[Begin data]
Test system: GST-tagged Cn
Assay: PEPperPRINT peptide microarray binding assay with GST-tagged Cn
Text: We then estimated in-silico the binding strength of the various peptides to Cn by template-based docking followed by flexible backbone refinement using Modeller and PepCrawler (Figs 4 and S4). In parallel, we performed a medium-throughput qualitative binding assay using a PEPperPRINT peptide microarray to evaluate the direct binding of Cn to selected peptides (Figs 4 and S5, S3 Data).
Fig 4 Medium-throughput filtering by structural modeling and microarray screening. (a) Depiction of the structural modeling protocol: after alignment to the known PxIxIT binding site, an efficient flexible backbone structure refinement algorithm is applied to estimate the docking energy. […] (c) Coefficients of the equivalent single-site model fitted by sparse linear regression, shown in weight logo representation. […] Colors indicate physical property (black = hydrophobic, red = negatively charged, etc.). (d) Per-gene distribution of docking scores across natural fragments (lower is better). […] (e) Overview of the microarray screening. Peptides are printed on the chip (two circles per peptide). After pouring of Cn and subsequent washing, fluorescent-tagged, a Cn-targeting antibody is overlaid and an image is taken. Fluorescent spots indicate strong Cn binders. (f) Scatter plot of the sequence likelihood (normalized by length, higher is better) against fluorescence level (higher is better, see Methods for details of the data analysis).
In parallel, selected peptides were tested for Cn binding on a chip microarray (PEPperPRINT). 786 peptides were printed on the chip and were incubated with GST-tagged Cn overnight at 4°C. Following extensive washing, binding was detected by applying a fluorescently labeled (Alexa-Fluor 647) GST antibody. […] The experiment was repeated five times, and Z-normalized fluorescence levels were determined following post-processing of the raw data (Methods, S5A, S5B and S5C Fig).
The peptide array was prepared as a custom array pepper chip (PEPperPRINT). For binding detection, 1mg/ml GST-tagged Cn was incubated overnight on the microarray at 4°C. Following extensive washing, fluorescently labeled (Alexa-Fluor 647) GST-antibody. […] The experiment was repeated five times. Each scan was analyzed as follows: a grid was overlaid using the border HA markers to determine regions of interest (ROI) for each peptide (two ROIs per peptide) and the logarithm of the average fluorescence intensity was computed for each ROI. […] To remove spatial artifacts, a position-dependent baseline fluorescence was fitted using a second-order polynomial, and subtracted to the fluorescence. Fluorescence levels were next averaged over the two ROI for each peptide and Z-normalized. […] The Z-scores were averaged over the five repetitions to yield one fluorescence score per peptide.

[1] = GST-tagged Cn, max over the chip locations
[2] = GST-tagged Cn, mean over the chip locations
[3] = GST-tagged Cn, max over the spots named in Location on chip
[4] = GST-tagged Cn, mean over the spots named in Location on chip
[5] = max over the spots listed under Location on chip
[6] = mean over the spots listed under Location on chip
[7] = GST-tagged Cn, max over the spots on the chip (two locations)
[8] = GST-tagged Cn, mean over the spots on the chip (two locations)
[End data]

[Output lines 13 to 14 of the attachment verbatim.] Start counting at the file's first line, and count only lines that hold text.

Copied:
[7] = GST-tagged Cn, max over the spots on the chip (two locations)
[8] = GST-tagged Cn, mean over the spots on the chip (two locations)